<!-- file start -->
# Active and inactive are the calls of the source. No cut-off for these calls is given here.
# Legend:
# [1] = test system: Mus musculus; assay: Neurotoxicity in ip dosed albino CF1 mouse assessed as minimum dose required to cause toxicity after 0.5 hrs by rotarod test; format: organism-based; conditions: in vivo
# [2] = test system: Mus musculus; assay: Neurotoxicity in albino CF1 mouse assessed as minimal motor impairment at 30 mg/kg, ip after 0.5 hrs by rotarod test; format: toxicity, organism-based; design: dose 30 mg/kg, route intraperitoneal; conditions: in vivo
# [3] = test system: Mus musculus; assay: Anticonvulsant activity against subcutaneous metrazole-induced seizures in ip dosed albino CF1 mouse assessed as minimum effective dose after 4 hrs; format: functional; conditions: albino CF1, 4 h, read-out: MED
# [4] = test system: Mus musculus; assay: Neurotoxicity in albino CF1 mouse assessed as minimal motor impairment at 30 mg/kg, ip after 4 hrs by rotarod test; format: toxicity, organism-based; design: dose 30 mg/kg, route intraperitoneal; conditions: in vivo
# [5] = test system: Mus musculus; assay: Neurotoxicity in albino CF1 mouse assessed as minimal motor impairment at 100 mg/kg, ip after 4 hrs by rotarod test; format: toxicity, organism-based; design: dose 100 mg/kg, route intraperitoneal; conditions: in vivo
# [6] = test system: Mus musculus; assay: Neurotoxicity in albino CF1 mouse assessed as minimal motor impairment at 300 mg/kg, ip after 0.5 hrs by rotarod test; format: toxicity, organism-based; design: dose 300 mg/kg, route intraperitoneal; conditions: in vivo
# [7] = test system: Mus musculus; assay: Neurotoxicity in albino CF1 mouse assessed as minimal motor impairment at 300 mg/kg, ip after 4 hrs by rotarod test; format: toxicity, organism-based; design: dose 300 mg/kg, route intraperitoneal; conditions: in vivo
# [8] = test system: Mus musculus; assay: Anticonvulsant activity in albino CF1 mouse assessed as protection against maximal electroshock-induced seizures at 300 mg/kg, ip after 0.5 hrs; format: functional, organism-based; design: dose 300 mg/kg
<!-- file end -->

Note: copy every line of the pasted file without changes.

# Active and inactive are the calls of the source. No cut-off for these calls is given here.
# Legend:
# [1] = test system: Mus musculus; assay: Neurotoxicity in ip dosed albino CF1 mouse assessed as minimum dose required to cause toxicity after 0.5 hrs by rotarod test; format: organism-based; conditions: in vivo
# [2] = test system: Mus musculus; assay: Neurotoxicity in albino CF1 mouse assessed as minimal motor impairment at 30 mg/kg, ip after 0.5 hrs by rotarod test; format: toxicity, organism-based; design: dose 30 mg/kg, route intraperitoneal; conditions: in vivo
# [3] = test system: Mus musculus; assay: Anticonvulsant activity against subcutaneous metrazole-induced seizures in ip dosed albino CF1 mouse assessed as minimum effective dose after 4 hrs; format: functional; conditions: albino CF1, 4 h, read-out: MED
# [4] = test system: Mus musculus; assay: Neurotoxicity in albino CF1 mouse assessed as minimal motor impairment at 30 mg/kg, ip after 4 hrs by rotarod test; format: toxicity, organism-based; design: dose 30 mg/kg, route intraperitoneal; conditions: in vivo
# [5] = test system: Mus musculus; assay: Neurotoxicity in albino CF1 mouse assessed as minimal motor impairment at 100 mg/kg, ip after 4 hrs by rotarod test; format: toxicity, organism-based; design: dose 100 mg/kg, route intraperitoneal; conditions: in vivo
# [6] = test system: Mus musculus; assay: Neurotoxicity in albino CF1 mouse assessed as minimal motor impairment at 300 mg/kg, ip after 0.5 hrs by rotarod test; format: toxicity, organism-based; design: dose 300 mg/kg, route intraperitoneal; conditions: in vivo
# [7] = test system: Mus musculus; assay: Neurotoxicity in albino CF1 mouse assessed as minimal motor impairment at 300 mg/kg, ip after 4 hrs by rotarod test; format: toxicity, organism-based; design: dose 300 mg/kg, route intraperitoneal; conditions: in vivo
# [8] = test system: Mus musculus; assay: Anticonvulsant activity in albino CF1 mouse assessed as protection against maximal electroshock-induced seizures at 300 mg/kg, ip after 0.5 hrs; format: functional, organism-based; design: dose 300 mg/kg